Opera Theatre Company presents 'The Magic Flute'.The evening was, however, ultimately director Annilese Miskimmon’s triumph. To call her Magic Flute a feminist interpretation is tempting, but misleadingly reductive: she’s simply had the courage to unravel the assumptions about male domination and superiority which are fundamental to Emanuel Schikaneder’s libretto, and subject them to intelligent twenty-first century investigation. Her Act Two in particular is a locus classicus of acuity and clarity, the most probing and revelatory I’ve seen in thirty years attending productions of the opera.

Coincidentally I’d also attended Oliver Mears’ highly successful new staging of Humperdinck’s Hansel and Gretel for NI Opera two days earlier in Belfast. When you add to what Mears and Miskimmon are developing in their respective companies the work that’s done in Wexford and Cork, and at the Anna Livia, Glasthule and other festivals, it’s possible to wonder whether there has ever been such a lively concentration of operatic talent in Ireland as there is at present, producing work of such stimulating quality. Even - perhaps especially - in these straitened times, it’s crucial that those controlling the public purse-strings provide the financial wherewithal to enable achievements on the heroically high level of Opera Theatre Company’s new Magic Flute to keep on happening.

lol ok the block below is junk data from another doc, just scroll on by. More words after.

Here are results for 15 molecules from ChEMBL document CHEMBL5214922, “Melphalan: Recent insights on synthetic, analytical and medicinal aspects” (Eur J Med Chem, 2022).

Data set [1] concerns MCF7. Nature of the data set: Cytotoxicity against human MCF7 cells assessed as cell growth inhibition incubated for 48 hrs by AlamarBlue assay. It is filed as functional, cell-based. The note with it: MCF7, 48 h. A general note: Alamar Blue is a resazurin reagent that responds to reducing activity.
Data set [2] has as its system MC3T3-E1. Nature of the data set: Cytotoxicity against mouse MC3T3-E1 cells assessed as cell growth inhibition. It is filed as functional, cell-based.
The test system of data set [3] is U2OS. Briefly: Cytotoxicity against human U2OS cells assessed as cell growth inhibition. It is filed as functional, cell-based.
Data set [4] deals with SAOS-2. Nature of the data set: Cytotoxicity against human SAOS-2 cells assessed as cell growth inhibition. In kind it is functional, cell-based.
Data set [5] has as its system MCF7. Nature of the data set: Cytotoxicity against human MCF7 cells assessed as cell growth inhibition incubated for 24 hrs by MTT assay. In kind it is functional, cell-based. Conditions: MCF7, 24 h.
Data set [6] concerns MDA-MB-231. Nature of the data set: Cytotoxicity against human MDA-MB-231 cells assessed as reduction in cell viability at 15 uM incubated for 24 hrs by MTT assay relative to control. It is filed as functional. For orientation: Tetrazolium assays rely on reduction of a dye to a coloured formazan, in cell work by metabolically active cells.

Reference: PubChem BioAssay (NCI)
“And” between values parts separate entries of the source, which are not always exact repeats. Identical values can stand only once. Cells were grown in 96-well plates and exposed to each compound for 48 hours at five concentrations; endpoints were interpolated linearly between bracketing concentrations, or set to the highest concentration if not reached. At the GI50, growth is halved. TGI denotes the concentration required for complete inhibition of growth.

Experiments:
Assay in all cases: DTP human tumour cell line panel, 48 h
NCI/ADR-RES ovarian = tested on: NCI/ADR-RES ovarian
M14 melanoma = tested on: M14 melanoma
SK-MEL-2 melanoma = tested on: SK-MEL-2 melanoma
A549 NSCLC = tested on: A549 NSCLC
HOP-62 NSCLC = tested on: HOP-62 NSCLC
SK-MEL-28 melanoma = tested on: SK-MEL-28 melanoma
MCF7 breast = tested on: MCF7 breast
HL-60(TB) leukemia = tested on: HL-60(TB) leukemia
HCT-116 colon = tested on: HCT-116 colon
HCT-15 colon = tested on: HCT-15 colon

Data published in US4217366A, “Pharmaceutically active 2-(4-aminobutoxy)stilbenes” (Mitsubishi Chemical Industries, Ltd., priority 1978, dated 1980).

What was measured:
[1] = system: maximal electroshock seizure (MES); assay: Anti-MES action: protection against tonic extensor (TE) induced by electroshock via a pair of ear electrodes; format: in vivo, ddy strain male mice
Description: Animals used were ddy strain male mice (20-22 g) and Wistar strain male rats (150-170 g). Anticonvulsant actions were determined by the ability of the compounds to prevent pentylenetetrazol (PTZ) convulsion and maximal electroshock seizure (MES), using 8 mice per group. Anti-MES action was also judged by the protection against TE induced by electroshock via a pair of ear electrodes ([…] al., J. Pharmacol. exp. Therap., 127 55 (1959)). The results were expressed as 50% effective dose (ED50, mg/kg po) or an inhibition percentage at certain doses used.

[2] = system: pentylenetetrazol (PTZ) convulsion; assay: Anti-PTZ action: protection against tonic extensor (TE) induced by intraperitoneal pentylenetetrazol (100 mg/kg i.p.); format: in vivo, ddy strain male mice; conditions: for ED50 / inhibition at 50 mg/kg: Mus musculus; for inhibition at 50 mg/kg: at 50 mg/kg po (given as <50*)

Terry Blain is an arts journalist and cultural commentator, contributing regularly to BBC Music Magazine, Opera Britannia, Culture Northern Ireland and other publications.

  • Review
  • Theatre

The Magic Flute by Wolfgang Amadeus Mozart

25 Nov - 18 Feb, 2012 (on tour)

Produced by Opera Theatre Company
In The Lir

Music Direction: Brenda Hurley

Directed by Annilese Miskimmon

Design: Nicky Shaw

Lighting Design: Sinead McKenna.

With: Owen Gilhooly, Adrian Dwyer, Allison Bell, Emma Morwood, Matthew Trevino, Lawrence Thackeray, Mary O’Sullivan, Joan O'Malley, Mihaela Loredana Chirvase, Nathan Morrison, and Eoin Hynes.